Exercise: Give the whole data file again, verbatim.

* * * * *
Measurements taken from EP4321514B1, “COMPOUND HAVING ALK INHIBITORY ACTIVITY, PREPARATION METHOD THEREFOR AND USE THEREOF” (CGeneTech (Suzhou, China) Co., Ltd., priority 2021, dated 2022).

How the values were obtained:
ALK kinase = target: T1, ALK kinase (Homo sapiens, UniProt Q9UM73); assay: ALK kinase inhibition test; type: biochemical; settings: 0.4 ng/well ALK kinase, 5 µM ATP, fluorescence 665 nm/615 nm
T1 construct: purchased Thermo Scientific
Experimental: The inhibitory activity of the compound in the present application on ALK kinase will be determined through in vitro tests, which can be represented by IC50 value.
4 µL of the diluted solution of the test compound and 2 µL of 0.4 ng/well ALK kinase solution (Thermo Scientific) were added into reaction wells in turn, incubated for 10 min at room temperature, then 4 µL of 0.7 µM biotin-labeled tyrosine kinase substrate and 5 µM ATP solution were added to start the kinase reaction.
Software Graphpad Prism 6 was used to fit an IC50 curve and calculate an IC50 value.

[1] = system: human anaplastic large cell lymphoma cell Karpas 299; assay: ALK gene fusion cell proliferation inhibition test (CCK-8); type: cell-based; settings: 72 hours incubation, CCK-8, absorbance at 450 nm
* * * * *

Measurements taken from EP4321514B1, “COMPOUND HAVING ALK INHIBITORY ACTIVITY, PREPARATION METHOD THEREFOR AND USE THEREOF” (CGeneTech (Suzhou, China) Co., Ltd., priority 2021, dated 2022).

How the values were obtained:
ALK kinase = target: T1, ALK kinase (Homo sapiens, UniProt Q9UM73); assay: ALK kinase inhibition test; type: biochemical; settings: 0.4 ng/well ALK kinase, 5 µM ATP, fluorescence 665 nm/615 nm
T1 construct: purchased Thermo Scientific
Experimental: The inhibitory activity of the compound in the present application on ALK kinase will be determined through in vitro tests, which can be represented by IC50 value.
4 µL of the diluted solution of the test compound and 2 µL of 0.4 ng/well ALK kinase solution (Thermo Scientific) were added into reaction wells in turn, incubated for 10 min at room temperature, then 4 µL of 0.7 µM biotin-labeled tyrosine kinase substrate and 5 µM ATP solution were added to start the kinase reaction.
Software Graphpad Prism 6 was used to fit an IC50 curve and calculate an IC50 value.

[1] = system: human anaplastic large cell lymphoma cell Karpas 299; assay: ALK gene fusion cell proliferation inhibition test (CCK-8); type: cell-based; settings: 72 hours incubation, CCK-8, absorbance at 450 nm